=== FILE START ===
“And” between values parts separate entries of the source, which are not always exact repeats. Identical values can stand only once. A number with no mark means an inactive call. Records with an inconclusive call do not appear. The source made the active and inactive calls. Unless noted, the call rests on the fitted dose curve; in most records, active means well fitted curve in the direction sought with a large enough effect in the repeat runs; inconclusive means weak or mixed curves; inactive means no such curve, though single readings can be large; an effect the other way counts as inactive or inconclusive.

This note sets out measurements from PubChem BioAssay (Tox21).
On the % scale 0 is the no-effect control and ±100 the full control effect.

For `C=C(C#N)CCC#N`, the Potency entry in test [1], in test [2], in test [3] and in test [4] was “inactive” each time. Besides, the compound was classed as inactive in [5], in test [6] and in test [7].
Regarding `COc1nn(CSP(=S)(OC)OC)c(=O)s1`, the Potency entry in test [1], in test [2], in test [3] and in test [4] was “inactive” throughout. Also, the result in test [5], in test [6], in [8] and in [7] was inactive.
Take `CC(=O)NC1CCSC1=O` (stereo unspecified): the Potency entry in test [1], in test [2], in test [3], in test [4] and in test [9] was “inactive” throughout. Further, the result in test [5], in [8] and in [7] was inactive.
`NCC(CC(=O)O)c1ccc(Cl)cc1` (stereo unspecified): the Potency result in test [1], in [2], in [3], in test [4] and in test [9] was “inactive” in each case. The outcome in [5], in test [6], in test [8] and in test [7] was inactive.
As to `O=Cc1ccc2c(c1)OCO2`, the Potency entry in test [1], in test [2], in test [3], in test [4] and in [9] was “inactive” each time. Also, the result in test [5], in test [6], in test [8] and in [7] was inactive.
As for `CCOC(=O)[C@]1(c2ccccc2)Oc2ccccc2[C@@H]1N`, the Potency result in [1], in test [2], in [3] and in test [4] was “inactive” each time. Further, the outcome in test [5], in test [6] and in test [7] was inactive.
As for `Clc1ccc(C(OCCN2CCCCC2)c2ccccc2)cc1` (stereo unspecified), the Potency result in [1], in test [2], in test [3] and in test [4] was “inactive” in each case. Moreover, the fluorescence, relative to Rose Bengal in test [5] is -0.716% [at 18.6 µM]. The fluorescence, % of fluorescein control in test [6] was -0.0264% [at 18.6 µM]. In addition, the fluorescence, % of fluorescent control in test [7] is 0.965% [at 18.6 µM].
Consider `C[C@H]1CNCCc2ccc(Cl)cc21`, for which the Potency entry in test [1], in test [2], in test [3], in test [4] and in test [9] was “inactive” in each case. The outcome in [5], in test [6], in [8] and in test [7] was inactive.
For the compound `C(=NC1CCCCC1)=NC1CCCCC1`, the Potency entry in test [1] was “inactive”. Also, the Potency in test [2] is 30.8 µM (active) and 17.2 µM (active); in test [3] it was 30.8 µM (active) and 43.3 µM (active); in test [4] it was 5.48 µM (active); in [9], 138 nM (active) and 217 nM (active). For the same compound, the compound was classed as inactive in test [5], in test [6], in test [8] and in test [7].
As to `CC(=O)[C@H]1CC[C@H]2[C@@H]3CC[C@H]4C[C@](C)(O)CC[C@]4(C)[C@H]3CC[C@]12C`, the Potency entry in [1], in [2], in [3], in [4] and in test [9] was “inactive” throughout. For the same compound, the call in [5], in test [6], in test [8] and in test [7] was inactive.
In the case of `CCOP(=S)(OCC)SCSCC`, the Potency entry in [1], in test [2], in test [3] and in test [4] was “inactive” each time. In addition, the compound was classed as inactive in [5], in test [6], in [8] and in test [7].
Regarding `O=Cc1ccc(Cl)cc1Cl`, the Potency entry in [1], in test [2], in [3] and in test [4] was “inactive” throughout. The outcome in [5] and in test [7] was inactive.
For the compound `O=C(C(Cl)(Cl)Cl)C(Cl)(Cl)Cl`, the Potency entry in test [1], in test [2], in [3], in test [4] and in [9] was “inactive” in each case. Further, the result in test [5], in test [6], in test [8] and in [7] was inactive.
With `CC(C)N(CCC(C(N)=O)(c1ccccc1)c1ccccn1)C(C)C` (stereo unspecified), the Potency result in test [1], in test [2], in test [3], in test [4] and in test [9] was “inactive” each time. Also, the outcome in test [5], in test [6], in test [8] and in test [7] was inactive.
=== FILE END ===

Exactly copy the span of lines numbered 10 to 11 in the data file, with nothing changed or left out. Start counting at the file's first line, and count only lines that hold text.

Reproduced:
As for `Clc1ccc(C(OCCN2CCCCC2)c2ccccc2)cc1` (stereo unspecified), the Potency result in [1], in test [2], in test [3] and in test [4] was “inactive” in each case. Moreover, the fluorescence, relative to Rose Bengal in test [5] is -0.716% [at 18.6 µM]. The fluorescence, % of fluorescein control in test [6] was -0.0264% [at 18.6 µM]. In addition, the fluorescence, % of fluorescent control in test [7] is 0.965% [at 18.6 µM].
Consider `C[C@H]1CNCCc2ccc(Cl)cc21`, for which the Potency entry in test [1], in test [2], in test [3], in test [4] and in test [9] was “inactive” in each case. The outcome in [5], in test [6], in [8] and in test [7] was inactive.